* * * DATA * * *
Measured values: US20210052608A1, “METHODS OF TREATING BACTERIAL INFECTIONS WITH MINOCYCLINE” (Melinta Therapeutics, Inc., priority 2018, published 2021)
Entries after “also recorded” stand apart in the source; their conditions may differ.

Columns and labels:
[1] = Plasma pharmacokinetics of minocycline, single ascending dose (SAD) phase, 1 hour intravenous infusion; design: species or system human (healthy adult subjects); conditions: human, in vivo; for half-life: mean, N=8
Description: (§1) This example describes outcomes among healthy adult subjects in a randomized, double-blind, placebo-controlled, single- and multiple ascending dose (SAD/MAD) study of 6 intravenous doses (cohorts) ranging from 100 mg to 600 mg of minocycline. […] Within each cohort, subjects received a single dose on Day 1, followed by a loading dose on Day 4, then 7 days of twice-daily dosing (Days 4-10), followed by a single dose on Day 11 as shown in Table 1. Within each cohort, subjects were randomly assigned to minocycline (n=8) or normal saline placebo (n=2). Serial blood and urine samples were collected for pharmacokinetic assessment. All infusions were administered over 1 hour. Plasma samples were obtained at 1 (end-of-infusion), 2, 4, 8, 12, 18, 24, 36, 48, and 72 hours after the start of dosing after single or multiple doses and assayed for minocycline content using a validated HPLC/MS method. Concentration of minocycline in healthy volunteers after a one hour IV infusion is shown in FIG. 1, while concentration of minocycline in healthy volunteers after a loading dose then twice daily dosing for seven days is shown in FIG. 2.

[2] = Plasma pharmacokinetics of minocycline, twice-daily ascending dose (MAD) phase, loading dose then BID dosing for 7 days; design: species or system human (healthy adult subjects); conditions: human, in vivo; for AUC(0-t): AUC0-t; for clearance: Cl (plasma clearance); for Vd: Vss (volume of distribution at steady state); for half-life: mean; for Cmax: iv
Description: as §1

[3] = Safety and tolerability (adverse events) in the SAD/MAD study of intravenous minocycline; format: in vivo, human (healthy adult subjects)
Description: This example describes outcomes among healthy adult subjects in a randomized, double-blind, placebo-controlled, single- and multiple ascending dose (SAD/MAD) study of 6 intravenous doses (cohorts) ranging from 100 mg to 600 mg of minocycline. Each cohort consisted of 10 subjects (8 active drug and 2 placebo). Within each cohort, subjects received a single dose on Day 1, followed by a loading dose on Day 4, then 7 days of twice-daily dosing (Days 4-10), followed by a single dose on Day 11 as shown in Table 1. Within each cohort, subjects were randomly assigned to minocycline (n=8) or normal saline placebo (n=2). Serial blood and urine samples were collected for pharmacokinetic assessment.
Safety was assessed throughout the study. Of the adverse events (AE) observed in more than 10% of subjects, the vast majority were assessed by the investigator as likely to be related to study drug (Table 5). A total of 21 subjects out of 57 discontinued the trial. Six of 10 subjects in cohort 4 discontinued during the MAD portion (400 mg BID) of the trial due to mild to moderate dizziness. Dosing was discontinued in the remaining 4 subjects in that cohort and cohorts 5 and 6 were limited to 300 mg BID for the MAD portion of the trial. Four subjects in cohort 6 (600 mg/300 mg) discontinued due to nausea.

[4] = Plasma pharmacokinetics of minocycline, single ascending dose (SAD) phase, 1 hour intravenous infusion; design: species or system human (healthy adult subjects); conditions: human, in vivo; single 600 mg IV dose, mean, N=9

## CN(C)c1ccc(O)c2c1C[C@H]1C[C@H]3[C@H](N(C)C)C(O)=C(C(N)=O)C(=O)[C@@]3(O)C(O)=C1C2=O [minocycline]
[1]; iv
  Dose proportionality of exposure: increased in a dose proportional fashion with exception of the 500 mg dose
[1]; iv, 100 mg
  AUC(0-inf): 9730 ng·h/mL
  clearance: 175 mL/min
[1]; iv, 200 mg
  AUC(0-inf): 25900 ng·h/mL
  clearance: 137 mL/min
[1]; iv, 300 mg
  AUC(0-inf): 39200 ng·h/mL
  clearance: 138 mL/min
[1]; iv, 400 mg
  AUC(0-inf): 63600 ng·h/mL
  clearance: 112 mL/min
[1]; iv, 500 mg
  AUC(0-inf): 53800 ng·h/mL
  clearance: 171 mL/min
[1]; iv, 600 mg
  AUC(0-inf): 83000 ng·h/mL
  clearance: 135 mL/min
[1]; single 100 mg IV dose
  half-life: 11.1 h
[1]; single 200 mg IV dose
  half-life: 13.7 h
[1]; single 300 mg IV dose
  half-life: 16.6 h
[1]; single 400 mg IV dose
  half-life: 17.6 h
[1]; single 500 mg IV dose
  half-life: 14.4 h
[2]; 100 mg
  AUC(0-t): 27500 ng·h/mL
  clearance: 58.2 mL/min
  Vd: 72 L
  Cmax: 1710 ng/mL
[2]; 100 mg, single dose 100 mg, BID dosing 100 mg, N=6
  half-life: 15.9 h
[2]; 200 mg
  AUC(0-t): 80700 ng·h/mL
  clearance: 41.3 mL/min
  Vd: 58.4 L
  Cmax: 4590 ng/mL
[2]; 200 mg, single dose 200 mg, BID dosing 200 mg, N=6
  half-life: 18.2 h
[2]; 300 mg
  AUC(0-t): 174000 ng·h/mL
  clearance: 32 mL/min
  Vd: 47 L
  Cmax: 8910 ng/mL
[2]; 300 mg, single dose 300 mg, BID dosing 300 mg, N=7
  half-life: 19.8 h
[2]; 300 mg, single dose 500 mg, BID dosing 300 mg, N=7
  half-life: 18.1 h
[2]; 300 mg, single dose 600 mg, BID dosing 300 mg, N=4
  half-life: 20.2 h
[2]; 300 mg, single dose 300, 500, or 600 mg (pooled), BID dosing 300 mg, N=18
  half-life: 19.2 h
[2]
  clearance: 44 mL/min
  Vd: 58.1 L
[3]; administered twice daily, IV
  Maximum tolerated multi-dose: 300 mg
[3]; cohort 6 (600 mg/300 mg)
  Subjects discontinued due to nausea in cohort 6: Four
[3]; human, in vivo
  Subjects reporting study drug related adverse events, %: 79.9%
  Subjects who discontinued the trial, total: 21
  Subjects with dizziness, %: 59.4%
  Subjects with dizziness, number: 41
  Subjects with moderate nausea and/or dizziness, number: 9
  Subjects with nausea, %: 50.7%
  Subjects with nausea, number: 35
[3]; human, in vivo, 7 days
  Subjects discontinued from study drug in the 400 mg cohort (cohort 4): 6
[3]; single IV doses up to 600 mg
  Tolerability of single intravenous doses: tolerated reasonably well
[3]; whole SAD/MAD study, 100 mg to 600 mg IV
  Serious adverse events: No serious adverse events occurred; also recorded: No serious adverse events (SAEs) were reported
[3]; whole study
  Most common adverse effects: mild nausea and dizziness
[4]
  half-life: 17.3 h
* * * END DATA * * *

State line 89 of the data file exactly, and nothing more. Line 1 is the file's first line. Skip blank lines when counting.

[3]; whole SAD/MAD study, 100 mg to 600 mg IV